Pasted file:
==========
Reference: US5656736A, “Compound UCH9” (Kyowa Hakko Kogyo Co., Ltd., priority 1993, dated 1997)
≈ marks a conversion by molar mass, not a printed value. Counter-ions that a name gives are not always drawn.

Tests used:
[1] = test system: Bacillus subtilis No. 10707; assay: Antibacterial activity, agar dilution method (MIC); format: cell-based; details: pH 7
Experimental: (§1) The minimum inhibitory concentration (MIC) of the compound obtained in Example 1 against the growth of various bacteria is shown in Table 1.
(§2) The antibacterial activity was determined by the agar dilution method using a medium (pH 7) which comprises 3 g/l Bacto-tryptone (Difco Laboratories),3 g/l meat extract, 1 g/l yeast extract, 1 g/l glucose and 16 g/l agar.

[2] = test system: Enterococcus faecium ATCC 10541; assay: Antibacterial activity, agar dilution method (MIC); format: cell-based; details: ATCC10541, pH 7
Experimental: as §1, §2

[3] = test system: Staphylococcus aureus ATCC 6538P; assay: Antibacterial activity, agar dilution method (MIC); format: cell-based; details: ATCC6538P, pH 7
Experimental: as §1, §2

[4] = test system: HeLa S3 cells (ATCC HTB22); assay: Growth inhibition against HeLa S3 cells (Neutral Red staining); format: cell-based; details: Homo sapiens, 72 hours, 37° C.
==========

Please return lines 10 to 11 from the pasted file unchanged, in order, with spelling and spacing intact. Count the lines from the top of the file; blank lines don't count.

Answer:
Experimental: as §1, §2

[4] = test system: HeLa S3 cells (ATCC HTB22); assay: Growth inhibition against HeLa S3 cells (Neutral Red staining); format: cell-based; details: Homo sapiens, 72 hours, 37° C.